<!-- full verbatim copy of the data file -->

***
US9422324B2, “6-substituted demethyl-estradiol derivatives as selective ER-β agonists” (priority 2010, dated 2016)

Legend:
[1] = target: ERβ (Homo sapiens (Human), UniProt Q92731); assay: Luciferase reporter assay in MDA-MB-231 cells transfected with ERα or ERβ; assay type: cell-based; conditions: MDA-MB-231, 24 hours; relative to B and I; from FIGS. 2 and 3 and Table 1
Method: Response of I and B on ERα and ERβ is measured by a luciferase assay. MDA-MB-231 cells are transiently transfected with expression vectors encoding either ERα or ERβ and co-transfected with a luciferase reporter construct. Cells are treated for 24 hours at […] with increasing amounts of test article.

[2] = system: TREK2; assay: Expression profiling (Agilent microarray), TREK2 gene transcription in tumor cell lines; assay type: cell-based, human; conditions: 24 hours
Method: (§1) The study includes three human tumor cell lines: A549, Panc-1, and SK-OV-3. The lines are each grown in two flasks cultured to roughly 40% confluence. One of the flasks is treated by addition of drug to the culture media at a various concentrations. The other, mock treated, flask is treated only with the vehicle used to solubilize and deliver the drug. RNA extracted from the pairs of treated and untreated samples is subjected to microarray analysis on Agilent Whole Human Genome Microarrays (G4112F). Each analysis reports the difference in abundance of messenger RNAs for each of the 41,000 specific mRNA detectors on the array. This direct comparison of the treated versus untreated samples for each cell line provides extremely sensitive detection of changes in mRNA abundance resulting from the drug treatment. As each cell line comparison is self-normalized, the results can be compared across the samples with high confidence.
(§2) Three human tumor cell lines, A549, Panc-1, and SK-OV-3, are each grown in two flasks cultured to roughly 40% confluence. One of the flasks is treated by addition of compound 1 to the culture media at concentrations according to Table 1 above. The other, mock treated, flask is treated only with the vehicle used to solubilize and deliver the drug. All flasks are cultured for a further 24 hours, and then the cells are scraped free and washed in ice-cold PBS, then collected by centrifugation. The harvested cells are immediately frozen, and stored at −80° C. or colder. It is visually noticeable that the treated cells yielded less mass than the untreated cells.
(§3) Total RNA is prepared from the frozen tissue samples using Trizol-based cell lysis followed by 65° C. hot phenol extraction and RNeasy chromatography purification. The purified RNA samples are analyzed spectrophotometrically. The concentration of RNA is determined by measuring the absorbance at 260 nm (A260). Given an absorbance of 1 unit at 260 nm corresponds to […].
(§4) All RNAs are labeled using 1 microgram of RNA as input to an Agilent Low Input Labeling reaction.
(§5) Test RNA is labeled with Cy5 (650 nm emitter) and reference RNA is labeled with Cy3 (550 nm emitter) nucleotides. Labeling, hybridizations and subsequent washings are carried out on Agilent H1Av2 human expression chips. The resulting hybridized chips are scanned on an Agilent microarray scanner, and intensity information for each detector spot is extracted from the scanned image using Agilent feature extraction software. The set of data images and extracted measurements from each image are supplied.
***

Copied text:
US9422324B2, “6-substituted demethyl-estradiol derivatives as selective ER-β agonists” (priority 2010, dated 2016)

Legend:
[1] = target: ERβ (Homo sapiens (Human), UniProt Q92731); assay: Luciferase reporter assay in MDA-MB-231 cells transfected with ERα or ERβ; assay type: cell-based; conditions: MDA-MB-231, 24 hours; relative to B and I; from FIGS. 2 and 3 and Table 1
Method: Response of I and B on ERα and ERβ is measured by a luciferase assay. MDA-MB-231 cells are transiently transfected with expression vectors encoding either ERα or ERβ and co-transfected with a luciferase reporter construct. Cells are treated for 24 hours at […] with increasing amounts of test article.

[2] = system: TREK2; assay: Expression profiling (Agilent microarray), TREK2 gene transcription in tumor cell lines; assay type: cell-based, human; conditions: 24 hours
Method: (§1) The study includes three human tumor cell lines: A549, Panc-1, and SK-OV-3. The lines are each grown in two flasks cultured to roughly 40% confluence. One of the flasks is treated by addition of drug to the culture media at a various concentrations. The other, mock treated, flask is treated only with the vehicle used to solubilize and deliver the drug. RNA extracted from the pairs of treated and untreated samples is subjected to microarray analysis on Agilent Whole Human Genome Microarrays (G4112F). Each analysis reports the difference in abundance of messenger RNAs for each of the 41,000 specific mRNA detectors on the array. This direct comparison of the treated versus untreated samples for each cell line provides extremely sensitive detection of changes in mRNA abundance resulting from the drug treatment. As each cell line comparison is self-normalized, the results can be compared across the samples with high confidence.
(§2) Three human tumor cell lines, A549, Panc-1, and SK-OV-3, are each grown in two flasks cultured to roughly 40% confluence. One of the flasks is treated by addition of compound 1 to the culture media at concentrations according to Table 1 above. The other, mock treated, flask is treated only with the vehicle used to solubilize and deliver the drug. All flasks are cultured for a further 24 hours, and then the cells are scraped free and washed in ice-cold PBS, then collected by centrifugation. The harvested cells are immediately frozen, and stored at −80° C. or colder. It is visually noticeable that the treated cells yielded less mass than the untreated cells.
(§3) Total RNA is prepared from the frozen tissue samples using Trizol-based cell lysis followed by 65° C. hot phenol extraction and RNeasy chromatography purification. The purified RNA samples are analyzed spectrophotometrically. The concentration of RNA is determined by measuring the absorbance at 260 nm (A260). Given an absorbance of 1 unit at 260 nm corresponds to […].
(§4) All RNAs are labeled using 1 microgram of RNA as input to an Agilent Low Input Labeling reaction.
(§5) Test RNA is labeled with Cy5 (650 nm emitter) and reference RNA is labeled with Cy3 (550 nm emitter) nucleotides. Labeling, hybridizations and subsequent washings are carried out on Agilent H1Av2 human expression chips. The resulting hybridized chips are scanned on an Agilent microarray scanner, and intensity information for each detector spot is extracted from the scanned image using Agilent feature extraction software. The set of data images and extracted measurements from each image are supplied.